Similarly, in Chae Chan Ping v. United States, the court was clear as to the law:
That the government of the United States, through the action of the legislative department, can exclude aliens from its territory is a proposition which we do not think open to controversy. Jurisdiction over its own territory to that extent is an incident of every independent nation. It is a part of its independence.
If it could not exclude aliens, it would be to that extent subject to the control of another power. As said by this Court in the case of The Exchange, 7 Cranch 116, 11 U. S. 136, speaking by Chief Justice Marshall:
"The jurisdiction of the nation within its own territory is necessarily exclusive and absolute. It is susceptible of no limitation not imposed by itself. Any restriction upon it deriving validity from an external source would imply a diminution of its sovereignty to the extent of the restriction and an investment of that sovereignty to the same extent in that power which could impose such restriction. All exceptions, therefore, to the full and complete power of a nation within its own territories must be traced up to the consent of the nation itself. They can flow from no other legitimate source." ...
To preserve its independence, and give security against foreign aggression and encroachment, is the highest duty of every nation, and to attain these ends nearly all other considerations are to be subordinated. It matters not in what form such aggression and encroachment come, whether from the foreign nation acting in its national character, or from vast hordes of its people crowding in upon us. The government, possessing the powers which are to be exercised for protection and security, is clothed with authority to determine the occasion on which the powers shall be called forth, and its determinations, so far as the subjects affected are concerned, are necessarily conclusive upon all its departments and officers. If, therefore, the government of the United States, through its legislative department, considers the presence of foreigners of a different race in this country, who will not assimilate with us, to be dangerous to its peace and security, their exclusion is not to be stayed because at the time there are no actual hostilities with the nation of which the foreigners are subjects. The existence of war would render the necessity of the proceeding only more obvious and pressing. The same necessity, in a less pressing degree, may arise when war does not exist, and the same authority which adjudges the necessity in one case must also determine it in the other. ...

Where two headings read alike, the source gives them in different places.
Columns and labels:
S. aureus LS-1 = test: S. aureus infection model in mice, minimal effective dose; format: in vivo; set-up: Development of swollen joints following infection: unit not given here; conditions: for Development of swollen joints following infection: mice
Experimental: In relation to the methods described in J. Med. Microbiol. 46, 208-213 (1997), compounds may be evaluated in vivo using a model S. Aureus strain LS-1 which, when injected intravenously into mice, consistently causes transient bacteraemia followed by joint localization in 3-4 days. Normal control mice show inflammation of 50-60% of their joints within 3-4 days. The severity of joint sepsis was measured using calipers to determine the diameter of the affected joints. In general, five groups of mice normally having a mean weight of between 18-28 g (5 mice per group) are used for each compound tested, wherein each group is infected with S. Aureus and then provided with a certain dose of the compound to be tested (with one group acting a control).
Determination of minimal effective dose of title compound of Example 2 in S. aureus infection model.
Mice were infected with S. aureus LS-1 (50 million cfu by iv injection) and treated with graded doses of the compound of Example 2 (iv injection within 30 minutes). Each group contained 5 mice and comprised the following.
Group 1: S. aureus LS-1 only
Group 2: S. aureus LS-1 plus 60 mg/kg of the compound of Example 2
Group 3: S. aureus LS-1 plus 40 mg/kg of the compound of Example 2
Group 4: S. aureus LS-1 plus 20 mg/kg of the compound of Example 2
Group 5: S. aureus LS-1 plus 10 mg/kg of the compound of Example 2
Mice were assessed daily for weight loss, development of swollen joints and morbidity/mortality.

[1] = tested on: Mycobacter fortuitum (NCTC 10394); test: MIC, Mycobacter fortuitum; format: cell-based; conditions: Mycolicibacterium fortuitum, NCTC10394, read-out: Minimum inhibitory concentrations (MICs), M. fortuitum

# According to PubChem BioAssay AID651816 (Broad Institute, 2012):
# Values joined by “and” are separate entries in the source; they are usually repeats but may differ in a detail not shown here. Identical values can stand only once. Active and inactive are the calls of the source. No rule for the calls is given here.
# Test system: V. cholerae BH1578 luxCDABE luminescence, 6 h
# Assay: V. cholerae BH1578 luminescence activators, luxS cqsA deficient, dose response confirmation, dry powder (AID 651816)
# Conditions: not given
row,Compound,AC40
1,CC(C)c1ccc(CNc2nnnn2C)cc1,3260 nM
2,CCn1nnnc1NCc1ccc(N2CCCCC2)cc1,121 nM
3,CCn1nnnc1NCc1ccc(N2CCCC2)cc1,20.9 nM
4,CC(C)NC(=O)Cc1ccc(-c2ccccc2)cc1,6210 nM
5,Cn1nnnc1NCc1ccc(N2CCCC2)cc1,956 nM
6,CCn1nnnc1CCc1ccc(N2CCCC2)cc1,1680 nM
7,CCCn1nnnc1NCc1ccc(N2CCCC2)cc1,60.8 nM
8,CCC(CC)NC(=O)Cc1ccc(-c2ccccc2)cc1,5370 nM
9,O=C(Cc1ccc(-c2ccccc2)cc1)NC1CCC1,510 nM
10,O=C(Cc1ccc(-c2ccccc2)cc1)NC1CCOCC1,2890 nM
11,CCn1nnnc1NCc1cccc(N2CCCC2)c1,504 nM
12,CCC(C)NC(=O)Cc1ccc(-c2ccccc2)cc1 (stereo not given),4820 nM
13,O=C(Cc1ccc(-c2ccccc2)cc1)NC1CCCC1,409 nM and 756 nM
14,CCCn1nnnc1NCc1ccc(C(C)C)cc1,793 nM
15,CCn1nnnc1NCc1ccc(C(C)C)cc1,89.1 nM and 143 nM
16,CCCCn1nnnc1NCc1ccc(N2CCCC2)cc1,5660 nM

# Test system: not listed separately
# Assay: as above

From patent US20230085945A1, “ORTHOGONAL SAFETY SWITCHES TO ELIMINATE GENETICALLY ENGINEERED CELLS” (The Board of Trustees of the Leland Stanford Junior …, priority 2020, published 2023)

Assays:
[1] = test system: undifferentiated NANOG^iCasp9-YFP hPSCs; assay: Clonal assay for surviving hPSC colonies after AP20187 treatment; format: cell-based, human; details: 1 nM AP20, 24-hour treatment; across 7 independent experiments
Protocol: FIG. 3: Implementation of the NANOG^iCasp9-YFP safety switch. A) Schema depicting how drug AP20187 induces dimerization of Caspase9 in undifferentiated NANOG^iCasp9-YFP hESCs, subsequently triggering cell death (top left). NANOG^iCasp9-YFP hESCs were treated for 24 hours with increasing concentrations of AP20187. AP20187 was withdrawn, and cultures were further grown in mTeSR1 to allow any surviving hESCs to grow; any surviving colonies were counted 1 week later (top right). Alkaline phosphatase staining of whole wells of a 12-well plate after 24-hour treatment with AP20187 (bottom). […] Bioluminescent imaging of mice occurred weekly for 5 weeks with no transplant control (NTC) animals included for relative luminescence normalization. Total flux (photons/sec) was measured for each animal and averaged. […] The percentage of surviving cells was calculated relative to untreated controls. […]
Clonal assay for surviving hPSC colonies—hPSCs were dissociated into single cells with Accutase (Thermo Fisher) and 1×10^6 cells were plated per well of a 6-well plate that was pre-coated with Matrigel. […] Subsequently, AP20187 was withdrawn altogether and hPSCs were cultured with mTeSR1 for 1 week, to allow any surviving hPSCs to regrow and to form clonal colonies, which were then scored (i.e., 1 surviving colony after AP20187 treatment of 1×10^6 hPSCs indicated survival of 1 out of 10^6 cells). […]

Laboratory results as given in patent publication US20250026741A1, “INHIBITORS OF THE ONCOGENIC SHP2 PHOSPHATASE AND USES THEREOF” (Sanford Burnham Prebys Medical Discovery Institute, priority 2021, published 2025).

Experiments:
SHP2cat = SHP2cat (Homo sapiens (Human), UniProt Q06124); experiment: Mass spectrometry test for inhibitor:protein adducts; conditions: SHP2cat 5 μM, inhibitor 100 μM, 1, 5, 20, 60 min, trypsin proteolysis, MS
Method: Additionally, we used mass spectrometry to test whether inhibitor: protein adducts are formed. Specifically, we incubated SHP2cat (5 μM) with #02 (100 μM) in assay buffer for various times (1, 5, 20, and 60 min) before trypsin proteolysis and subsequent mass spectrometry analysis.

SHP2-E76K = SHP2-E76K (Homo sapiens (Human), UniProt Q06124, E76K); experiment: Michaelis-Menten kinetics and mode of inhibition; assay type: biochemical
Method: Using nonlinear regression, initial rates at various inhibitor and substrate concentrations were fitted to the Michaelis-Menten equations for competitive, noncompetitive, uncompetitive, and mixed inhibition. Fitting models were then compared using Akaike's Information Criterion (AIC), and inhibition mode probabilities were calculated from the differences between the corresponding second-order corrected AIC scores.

The power of the government to exclude foreigners from the country whenever in its judgment the public interests require such exclusion has been asserted in repeated instances, and never denied by the executive or legislative departments. ...
The power of exclusion of foreigners being an incident of sovereignty belonging to the government of the United States as a part of those sovereign powers delegated by the Constitution, the right to its exercise at any time when, in the judgment of the government, the interests of the country require it, cannot be granted away or restrained on behalf of anyone.
The powers of government are delegated in trust to the United States, and are incapable of transfer to any other parties. They cannot be abandoned or surrendered. Nor can their exercise be hampered, when needed for the public good, by any considerations of private interest. The exercise of these public trusts is not the subject of barter or contract.
There is no debate.
The Supreme Court of the United States has repeatedly held that any grounds can be employed to restrict immigration based on any factor, be it race, religion, country of origin, or otherwise.
Jonathan Keiler responds:
The constitutionality of a ban on Muslim immigration is not nearly as cut and dried as Mr. Rayne would like to believe, and legal experts have come down on both sides of the issue. While the Chinese Exclusion Act, related legislation and some very old Supreme Court opinions suggest that such a ban would be legal, under the rubric of the nation’s “absolute” ability to exclude foreigners, an actual exclusion on purely religious grounds has not been litigated and would seem to obviously run afoul of the Constitution’s prohibition against the establishment of religion and on religious tests. I believe Trump’s proposal is unconstitutional, and I also think it is laughable to believe that the precedents of the Exclusion Act and Supreme Court decisions upholding it will survive analysis by modern courts, to include today’s Supreme Court. Precedents are overturned all the time, and this one would not survive long once challenged.